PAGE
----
The ER collet blocks are interesting, but I think that 5C's are still preferable. Simply because 5C's ae available in other shapes not just rounds. They can be had in soft form to machine into custom shapes also. None of which is available in the ER collets.

    To OP, unless you need to do certified work for a paying customer who requires a metrology paper trail, don't sweat it too much. Buy whatever is financially prudent for you.

    Dalee
    If you think you understand what is going on, you haven't been paying attention.

  9. #9
    Join Date
    Jan 2003
    Posts
    3,679

    Default

    AFAIK, there are no brand names in collet blocks. They all seem to be unbranded generic. Buy from a place with a decent return policy using a credit card. Return if not satisfied.

  10. #10
    Join Date
    Dec 2015
    Location
    Chilliwack, BC, Canada
    Posts
    2,893

    Default

    Quote Originally Posted by Toolguy View Post
    ....When I say machining, I'm talking about taking a skim cut of one or a few thou........
    Gotcha. And yes, that would certainly be a valid option. I was thinking that it would be nice to keep the blocks closer to their original sizes. But really what does it matter if they are a skim cut per face smaller or not? Precious little I suspect. To keep the measurements simpler I'd still want to make the dimension from the center axis to the faces SOMETHING that makes for easy math though.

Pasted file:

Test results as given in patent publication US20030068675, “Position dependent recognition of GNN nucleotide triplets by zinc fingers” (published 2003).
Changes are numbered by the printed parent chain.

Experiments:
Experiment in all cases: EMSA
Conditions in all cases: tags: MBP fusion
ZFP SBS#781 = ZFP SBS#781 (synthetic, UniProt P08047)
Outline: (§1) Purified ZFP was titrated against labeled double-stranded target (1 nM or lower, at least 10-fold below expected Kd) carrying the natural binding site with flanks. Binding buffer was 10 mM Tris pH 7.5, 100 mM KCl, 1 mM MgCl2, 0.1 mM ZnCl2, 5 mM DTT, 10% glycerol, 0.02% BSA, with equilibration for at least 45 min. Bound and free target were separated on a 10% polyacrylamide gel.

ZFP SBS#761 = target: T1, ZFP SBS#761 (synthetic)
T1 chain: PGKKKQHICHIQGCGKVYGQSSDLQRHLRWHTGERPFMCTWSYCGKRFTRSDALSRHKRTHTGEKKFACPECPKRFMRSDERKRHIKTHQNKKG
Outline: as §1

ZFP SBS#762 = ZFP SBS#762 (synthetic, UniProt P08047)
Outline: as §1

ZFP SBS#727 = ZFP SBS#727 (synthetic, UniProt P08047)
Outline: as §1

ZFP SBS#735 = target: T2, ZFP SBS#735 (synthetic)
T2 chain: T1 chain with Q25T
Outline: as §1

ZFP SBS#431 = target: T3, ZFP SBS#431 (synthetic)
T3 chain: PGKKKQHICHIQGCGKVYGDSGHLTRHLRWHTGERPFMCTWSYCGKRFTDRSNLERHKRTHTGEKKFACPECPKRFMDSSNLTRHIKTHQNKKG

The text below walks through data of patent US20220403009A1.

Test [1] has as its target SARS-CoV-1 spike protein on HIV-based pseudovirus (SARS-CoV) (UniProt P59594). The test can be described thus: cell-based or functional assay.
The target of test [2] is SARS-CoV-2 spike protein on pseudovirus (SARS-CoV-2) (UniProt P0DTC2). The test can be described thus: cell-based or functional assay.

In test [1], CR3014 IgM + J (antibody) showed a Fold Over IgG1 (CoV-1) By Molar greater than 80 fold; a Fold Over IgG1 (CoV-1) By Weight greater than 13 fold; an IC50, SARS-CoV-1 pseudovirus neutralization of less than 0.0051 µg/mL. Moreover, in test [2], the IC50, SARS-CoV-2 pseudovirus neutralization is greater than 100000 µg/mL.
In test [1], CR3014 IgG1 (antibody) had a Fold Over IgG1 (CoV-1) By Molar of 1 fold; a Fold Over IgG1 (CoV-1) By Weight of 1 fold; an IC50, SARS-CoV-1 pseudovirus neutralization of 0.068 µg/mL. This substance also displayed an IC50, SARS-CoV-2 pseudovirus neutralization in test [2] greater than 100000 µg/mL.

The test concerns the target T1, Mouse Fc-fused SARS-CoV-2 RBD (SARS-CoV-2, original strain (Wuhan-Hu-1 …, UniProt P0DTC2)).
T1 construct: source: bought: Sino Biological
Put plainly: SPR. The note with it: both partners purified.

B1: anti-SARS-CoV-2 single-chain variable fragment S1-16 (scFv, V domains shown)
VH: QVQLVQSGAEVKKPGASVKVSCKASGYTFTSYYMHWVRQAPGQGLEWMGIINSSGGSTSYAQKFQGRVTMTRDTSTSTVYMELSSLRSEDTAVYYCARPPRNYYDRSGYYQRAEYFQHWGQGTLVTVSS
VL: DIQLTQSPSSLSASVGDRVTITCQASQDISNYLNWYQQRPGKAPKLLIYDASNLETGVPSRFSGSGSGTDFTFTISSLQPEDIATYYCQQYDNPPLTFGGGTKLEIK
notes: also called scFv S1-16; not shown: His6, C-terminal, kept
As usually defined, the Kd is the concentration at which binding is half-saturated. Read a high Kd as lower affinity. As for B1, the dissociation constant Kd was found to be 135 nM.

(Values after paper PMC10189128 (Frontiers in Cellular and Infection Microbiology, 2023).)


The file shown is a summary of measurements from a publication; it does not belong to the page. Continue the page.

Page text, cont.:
This raises a question on using the hex blocks too. I'm sure I'm not the only one that puts the flats between the jaws of my milling vise. But who is to say that the ridge between the lower two faces that registers on the bed of the vise is true or not? I'm thinking that setting up a gauge pin in a collet or even a section of ground drill rod and leveling it then skimming the apex angles in the mill would not be a bad thing to do.

    In fact this thread is giving me the idea that I'm going to check my own 5c blocks out for parallel and other alignment issues to see how true they are. I know these are not items to be used where absolute accuracy is required. But it would be nice to know how far out they are and if it's not a lot of work to correct them to do so. It's nice when even the non critical work comes out more tidy than we expect.

    Quote Originally Posted by dalee100 View Post
    Hi,

    The ER collet blocks are interesting, but I think that 5C's are still preferable. ....
    I do believe that this is one of those "BOTH is BETTER" options.

    I had no idea that ER32 collet blocks are available. I'm just in the process of getting into the ER32 collet game and I think I'll be looking for a set of ER blocks to sit beside my 5C blocks. And now that I know such things are available I'll be looking for a set of blocks to go with my other ER chucking options. After all the ER collets will hold a wider range of round size work neatly axial which won't sit stable in a "strained" 5C collet.

Posting Permissions

  • You may not post new threads
  • You may not post replies
  • You may not post attachments
  • You may not edit your posts
  •